Binyam Mohamed Wins Settlement for Being Tortured

Binyam Mohamed and a number of other detainees will be paid millions by the British government to compensate for their role in torturing him.

Around a dozen men who accused British security forces of colluding in their transfer overseas are to get millions in compensation from the UK government.

Some of the men, who are all British citizens or residents, were detained at the Guantanamo Bay prison camp in Cuba.

At least six of them alleged UK forces were complicit in their torture before they arrived at Guantanamo.

While I’m glad Mohamed has finally won some kind of recompense for his treatment here (because it appears he’ll never get it from the US, the country in charge of his detention), it likely limits any further revelations we’ll get through that court proceeding. The Brits will now proceed to have their review of torture (again, something you’ll never see in this country) in secret.

As we move forward with no accountability (aside from the British taxpayers paying a settlement in lieu of the torturers) for torture…

  1. MadDog says:

    I wonder if the British government will insist the former detainees agree on a “no comment” requirement as part of their settlement.

    Seems to be SOP with most legal settlements and almost always only benefits the transgressor.

    • MadDog says:

      I hate it when I’m right *g* – via The Guardian:

      …Clarke yesterday delivered a robust defence of the “mediated settlement” that emerged on Monday night between the government and 16 men held at the US military base on Cuba, which officials said they hoped would “draw a line” under highly damaging evidence of Britain’s connivance in torture and abuse.

      “The details of the settlement have been made subject to a legally binding confidentiality agreement,” he told the Commons…”

      (My Bold)

  2. newz4all says:

    do you think that these other countries are getting tired of paying off their citizens due to the usa ( or its proxies ) torturing the shit out of them ????

    this case / post should of course remind us of Maher Arar who though tortured to Hell and back at least did not have his penis / genitalia carved up with a scalpel in f***ing Morocco or some such third world shit hole like what occured to Binyam Mohamed.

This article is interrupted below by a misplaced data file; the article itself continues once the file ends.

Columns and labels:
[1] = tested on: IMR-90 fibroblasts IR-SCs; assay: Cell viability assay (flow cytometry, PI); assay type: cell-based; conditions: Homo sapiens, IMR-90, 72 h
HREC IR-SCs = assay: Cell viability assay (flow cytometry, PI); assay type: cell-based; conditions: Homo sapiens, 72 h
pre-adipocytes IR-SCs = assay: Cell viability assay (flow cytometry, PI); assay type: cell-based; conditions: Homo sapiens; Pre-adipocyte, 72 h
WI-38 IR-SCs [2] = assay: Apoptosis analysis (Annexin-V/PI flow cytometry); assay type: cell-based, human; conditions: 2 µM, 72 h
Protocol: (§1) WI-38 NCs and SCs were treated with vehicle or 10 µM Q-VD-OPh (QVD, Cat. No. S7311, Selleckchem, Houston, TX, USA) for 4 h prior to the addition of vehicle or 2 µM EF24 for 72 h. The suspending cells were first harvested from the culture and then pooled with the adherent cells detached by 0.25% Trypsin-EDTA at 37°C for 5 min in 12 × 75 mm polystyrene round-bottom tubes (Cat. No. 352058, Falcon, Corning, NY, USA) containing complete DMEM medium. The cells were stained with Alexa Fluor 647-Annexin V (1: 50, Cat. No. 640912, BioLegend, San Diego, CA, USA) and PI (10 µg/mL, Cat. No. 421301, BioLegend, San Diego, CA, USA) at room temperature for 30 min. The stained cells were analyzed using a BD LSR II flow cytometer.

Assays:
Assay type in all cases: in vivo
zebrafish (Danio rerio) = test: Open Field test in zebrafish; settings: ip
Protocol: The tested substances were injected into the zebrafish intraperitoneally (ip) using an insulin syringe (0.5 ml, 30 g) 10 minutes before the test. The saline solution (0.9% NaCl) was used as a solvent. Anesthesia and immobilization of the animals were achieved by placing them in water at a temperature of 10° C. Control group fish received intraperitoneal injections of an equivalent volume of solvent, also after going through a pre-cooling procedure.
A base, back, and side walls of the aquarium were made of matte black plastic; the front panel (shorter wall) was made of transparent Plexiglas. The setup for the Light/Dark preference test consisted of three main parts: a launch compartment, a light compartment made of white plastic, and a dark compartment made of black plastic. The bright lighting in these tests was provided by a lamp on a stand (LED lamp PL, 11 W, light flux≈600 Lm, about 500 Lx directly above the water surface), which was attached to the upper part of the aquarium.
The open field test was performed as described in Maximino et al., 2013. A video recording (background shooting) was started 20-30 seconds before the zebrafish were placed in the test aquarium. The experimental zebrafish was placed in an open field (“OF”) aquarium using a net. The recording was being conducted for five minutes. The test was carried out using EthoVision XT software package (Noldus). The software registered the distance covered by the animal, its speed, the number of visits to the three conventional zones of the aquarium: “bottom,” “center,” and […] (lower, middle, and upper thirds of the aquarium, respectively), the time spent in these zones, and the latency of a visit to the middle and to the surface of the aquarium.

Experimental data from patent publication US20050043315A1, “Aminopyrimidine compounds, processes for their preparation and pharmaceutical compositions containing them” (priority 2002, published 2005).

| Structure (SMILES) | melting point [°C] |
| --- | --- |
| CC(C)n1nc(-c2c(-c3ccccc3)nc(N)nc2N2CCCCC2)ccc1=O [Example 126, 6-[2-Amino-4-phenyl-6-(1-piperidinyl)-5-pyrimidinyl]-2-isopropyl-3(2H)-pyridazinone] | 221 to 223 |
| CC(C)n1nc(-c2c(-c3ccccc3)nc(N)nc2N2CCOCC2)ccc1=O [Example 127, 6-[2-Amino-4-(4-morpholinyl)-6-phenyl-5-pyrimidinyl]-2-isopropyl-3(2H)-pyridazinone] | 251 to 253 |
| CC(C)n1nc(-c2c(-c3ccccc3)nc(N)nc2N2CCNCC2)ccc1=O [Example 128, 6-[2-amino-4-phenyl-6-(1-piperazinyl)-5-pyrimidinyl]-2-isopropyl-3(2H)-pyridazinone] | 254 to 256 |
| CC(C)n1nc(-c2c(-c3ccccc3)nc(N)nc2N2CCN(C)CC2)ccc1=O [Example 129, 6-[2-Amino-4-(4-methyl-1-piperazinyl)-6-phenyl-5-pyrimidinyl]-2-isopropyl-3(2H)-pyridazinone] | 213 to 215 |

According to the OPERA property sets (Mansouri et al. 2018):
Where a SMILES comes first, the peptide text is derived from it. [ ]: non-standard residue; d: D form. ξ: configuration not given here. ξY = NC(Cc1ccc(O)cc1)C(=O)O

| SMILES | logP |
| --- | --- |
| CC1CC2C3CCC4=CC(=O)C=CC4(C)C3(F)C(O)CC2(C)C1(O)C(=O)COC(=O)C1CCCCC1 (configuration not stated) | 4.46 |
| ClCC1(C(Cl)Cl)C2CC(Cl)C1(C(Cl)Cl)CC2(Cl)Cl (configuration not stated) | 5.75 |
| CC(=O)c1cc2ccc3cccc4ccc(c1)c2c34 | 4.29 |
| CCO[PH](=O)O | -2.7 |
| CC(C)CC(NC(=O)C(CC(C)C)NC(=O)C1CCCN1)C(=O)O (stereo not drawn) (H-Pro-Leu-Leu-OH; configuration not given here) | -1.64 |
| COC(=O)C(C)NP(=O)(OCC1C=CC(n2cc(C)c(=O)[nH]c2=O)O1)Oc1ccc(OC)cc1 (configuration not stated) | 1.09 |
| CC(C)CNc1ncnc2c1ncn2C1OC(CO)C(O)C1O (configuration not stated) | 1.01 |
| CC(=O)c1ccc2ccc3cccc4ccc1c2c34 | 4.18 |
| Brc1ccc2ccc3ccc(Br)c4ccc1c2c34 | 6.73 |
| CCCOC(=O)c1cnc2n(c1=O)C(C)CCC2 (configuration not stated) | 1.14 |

Arar was detained during a layover at John F. Kennedy International Airport in September 2002 on his way home to Canada from a family vacation in Tunis. He was held in solitary confinement in the United States for nearly two weeks, questioned, and denied meaningful access to a lawyer. The US government suspected him of being a member of Al Qaeda and deported him, not to Canada, his current home, but to his native Syria, even though its government is known to use torture. He was detained in Syria for almost a year, during which time he was tortured, according to the findings of the Commission of Inquiry into the Actions of Canadian Officials in Relation to Maher Arar, until his release to Canada.

    The government of Canada ordered a commission of inquiry which concluded that he was tortured. The commission of inquiry publicly cleared Arar of any links to terrorism. The government of Canada later settled out of court with Arar and awarded him a C$10.5 million settlement.

    Despite the Canadian court ruling, the United States government has not exonerated Arar and, on the contrary, has made public statements to state their belief that Arar is affiliated with members of organizations they describe as terrorist. As of February 2009, Arar and his family remain on a watchlist. His US lawyers at the Center for Constitutional Rights are currently pursuing his case, Arar v. Ashcroft, which seeks compensatory damages on Arar’s behalf and also a declaration that the actions of the US government were illegal and violated his constitutional, civil, and international human rights.

    that f***er ashcroft. god, the list of douchebags from the 8 nightmare years of cheney / bush is endless.

    • timbo says:

      That 8 year nightmare has not stretched into nine–it’s still going on, even after they’ve left office, due to the negligence and toadyism of the Democrat’s leadership in the administration and in the Congress. The rule of law has been bashed around so much…I suppose the last chance to save it would be to insist that laws regulating banks and legal foreclosures actually be enforced…but, um, it ain’t happening so far and is unlikely to start any time soon.

  3. Nell says:

    The first thing I thought when I learned of the settlement was what this would mean for the release of Shaker Ameer. Andy Worthington has the same question, and more informed thoughts about the deal generally.

  4. newz4all says:

    USA shows no sign of emulating UK payoff to Guantánamo prisoners

    The settlements triggered calls from the American Civil Liberties Union for the Obama administration to stop invoking the state secrets privilege to keep details of what happened to detainees from being aired in American courts.

    Jameel Jaffer, the ACLU’s deputy legal director, said that it was “deeply troubling” in the face of the British settlements that “here in the United States the Obama administration continues to shield the architects of the torture program from civil liability while Bush-era officials, including former President Bush and former Vice President (Dick) Cheney, boast of their crimes on national television.”

    “If other democracies can compensate survivors and hold officials accountable for their endorsement of torture, surely we can do the same,” he said.